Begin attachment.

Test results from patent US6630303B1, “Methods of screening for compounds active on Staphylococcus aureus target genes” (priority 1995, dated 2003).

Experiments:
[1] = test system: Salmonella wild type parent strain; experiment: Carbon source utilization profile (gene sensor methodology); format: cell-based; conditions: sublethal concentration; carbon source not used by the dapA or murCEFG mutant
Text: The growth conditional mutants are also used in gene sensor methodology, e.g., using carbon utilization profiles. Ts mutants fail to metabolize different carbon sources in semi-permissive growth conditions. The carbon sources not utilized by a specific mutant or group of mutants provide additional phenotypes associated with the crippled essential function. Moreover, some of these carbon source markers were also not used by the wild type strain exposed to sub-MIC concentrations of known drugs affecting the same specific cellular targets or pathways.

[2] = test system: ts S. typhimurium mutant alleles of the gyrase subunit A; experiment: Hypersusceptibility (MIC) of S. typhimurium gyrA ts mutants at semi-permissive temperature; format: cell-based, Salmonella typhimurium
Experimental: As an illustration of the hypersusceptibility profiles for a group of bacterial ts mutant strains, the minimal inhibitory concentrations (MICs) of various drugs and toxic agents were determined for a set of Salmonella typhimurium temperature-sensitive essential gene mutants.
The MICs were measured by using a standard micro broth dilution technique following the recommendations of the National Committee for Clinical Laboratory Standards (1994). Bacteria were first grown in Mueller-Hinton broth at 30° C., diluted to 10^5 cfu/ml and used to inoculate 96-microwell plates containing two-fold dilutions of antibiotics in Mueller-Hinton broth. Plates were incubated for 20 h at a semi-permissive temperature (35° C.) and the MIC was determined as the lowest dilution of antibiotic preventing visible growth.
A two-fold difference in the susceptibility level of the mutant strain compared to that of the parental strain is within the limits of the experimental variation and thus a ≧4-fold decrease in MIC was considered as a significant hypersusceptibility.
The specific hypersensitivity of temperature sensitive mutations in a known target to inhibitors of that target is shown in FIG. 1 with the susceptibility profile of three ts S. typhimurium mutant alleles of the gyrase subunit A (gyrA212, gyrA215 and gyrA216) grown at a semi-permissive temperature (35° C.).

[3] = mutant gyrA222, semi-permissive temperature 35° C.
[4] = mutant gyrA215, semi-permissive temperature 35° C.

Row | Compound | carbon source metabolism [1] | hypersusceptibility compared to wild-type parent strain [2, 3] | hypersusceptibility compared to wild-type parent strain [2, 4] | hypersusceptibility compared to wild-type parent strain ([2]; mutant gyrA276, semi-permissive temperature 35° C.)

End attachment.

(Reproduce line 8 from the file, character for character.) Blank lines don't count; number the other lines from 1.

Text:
A two-fold difference in the susceptibility level of the mutant strain compared to that of the parental strain is within the limits of the experimental variation and thus a ≧4-fold decrease in MIC was considered as a significant hypersusceptibility.